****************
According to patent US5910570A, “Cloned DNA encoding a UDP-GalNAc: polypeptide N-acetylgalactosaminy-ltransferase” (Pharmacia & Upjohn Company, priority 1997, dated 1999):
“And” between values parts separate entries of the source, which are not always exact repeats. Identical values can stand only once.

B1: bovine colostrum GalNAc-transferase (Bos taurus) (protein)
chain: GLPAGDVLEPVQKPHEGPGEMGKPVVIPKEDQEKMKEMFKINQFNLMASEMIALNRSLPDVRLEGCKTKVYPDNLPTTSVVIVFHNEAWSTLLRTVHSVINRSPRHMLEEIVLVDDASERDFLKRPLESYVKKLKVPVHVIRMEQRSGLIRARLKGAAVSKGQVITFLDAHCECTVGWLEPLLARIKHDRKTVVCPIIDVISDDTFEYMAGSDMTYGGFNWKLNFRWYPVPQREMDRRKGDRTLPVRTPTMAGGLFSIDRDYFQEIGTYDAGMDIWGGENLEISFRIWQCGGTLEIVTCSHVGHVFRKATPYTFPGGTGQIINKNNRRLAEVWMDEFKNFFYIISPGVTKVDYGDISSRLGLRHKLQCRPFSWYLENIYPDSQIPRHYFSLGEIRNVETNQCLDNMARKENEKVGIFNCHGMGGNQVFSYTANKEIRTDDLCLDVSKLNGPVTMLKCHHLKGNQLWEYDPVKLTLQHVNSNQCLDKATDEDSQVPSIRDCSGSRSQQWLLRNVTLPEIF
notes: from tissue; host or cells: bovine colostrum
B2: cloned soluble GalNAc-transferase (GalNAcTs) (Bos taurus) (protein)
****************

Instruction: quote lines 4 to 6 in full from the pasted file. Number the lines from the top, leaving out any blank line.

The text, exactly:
chain: GLPAGDVLEPVQKPHEGPGEMGKPVVIPKEDQEKMKEMFKINQFNLMASEMIALNRSLPDVRLEGCKTKVYPDNLPTTSVVIVFHNEAWSTLLRTVHSVINRSPRHMLEEIVLVDDASERDFLKRPLESYVKKLKVPVHVIRMEQRSGLIRARLKGAAVSKGQVITFLDAHCECTVGWLEPLLARIKHDRKTVVCPIIDVISDDTFEYMAGSDMTYGGFNWKLNFRWYPVPQREMDRRKGDRTLPVRTPTMAGGLFSIDRDYFQEIGTYDAGMDIWGGENLEISFRIWQCGGTLEIVTCSHVGHVFRKATPYTFPGGTGQIINKNNRRLAEVWMDEFKNFFYIISPGVTKVDYGDISSRLGLRHKLQCRPFSWYLENIYPDSQIPRHYFSLGEIRNVETNQCLDNMARKENEKVGIFNCHGMGGNQVFSYTANKEIRTDDLCLDVSKLNGPVTMLKCHHLKGNQLWEYDPVKLTLQHVNSNQCLDKATDEDSQVPSIRDCSGSRSQQWLLRNVTLPEIF
notes: from tissue; host or cells: bovine colostrum
B2: cloned soluble GalNAc-transferase (GalNAcTs) (Bos taurus) (protein)